The quest for a Home Monitoring System : Part 3
Sensor Modules for data acquisition
The initial sensor module was done with an Arduino + DS18B20 sensor and a ENC28J60 ethernet chip. It was pretty fast to build a prototype that would send data via ethernet to a server running a LAMP stack.
However, since I want to have sensors trough out the house (including the exterior), it became a problem since I’m unable to pass an Ethernet cable everywhere I might need a sensor module installed.
The cheapest to add wifi capabilities to an arduino based system would be to add an ESP8622 wifi module :
- They are low priced – around 1,7€ a piece on ebay.
- Answer to AT commands via serial communication (thus an arduino board could simply send AT commands to the module with the data).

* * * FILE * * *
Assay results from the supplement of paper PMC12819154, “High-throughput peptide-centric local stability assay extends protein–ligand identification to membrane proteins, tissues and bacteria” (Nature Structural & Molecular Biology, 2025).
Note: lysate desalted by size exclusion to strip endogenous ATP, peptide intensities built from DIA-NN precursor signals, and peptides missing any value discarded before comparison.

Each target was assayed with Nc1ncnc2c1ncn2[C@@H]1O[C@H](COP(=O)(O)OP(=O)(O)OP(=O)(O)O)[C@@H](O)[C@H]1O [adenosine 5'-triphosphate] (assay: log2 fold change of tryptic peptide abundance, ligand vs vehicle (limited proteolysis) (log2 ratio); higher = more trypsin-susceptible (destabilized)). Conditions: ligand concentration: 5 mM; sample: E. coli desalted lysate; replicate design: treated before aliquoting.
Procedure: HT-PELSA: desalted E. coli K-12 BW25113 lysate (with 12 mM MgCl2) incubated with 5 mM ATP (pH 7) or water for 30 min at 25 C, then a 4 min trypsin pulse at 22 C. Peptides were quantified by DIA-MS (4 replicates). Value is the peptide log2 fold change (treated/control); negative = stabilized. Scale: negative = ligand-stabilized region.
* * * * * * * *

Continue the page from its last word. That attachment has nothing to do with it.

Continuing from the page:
But upon more reading, it was also noted that the ESP8266 could be used as a stand alone module, without the arduino hardware. This helps drive the cost and assembly complexity of each module down further. A major plus was the fact that the arduino IDE can be used with the ESP8266, work with most libraries already included, without changes to software development workflow.
And since the ESP8266 supports I2C and 1 wire data buses, any sensor supporting those protocols can be added to a ESP8266 module.
Sensor module variants
A total of 3 variants of the ESP8266 based sensor module, as of 17th February, were built:
- A module only using a temperature sensor (the DS18B20), with no RTC on board. Exists in breadboard form only and it is currently in use.
- A module using both a DHT22 humidity and temperature sensor, and also a DS18B20 sensor. Also without RTC support. Module was disassembled and parts used on the PCB version 1.0.
- A module using a DHT22 humidity and temperature sensor, with a DS1337 RTC, as used on my Nixie Clock. This version was built on a PCB designed in KICAD, and it is currently in use.